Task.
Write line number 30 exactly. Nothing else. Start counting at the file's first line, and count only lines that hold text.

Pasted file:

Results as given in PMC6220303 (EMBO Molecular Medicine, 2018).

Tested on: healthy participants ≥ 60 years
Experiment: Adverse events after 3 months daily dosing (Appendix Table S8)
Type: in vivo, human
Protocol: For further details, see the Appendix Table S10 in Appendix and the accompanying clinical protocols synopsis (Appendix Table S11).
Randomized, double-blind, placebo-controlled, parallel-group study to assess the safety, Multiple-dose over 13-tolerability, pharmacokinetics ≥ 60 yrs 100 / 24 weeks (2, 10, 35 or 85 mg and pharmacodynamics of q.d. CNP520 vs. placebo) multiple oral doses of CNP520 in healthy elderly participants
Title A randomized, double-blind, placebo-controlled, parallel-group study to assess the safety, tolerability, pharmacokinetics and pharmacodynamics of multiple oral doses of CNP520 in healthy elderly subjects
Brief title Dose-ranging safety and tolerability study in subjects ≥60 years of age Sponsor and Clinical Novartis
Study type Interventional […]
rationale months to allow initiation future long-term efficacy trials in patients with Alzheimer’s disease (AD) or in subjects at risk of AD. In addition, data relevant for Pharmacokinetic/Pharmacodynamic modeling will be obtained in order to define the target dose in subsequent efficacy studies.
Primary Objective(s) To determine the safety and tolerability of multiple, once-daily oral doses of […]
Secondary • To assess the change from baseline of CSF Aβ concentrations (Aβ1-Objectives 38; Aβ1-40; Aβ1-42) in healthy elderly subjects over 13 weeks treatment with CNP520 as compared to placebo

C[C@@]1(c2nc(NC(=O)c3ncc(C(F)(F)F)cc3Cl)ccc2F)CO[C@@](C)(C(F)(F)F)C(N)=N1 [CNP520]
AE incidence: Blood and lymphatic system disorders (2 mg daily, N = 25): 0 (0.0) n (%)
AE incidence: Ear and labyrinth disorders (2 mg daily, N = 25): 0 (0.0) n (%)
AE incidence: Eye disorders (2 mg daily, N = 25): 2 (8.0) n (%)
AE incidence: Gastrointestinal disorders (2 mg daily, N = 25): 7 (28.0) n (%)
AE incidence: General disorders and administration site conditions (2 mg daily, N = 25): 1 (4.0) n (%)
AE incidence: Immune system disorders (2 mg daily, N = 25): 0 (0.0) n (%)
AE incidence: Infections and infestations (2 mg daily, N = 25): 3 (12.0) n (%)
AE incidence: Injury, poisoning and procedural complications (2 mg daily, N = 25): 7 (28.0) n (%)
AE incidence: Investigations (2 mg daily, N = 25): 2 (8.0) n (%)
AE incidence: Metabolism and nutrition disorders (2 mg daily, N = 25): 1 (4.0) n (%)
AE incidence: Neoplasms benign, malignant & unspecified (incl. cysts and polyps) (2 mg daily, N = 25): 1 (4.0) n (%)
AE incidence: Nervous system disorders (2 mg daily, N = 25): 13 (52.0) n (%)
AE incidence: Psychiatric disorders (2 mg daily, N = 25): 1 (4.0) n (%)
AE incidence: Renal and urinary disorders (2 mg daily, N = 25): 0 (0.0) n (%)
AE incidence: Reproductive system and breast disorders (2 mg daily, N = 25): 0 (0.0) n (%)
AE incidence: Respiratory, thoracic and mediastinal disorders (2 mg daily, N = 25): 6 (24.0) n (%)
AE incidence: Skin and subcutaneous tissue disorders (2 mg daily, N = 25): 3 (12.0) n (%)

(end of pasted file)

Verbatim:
AE incidence: Skin and subcutaneous tissue disorders (2 mg daily, N = 25): 3 (12.0) n (%)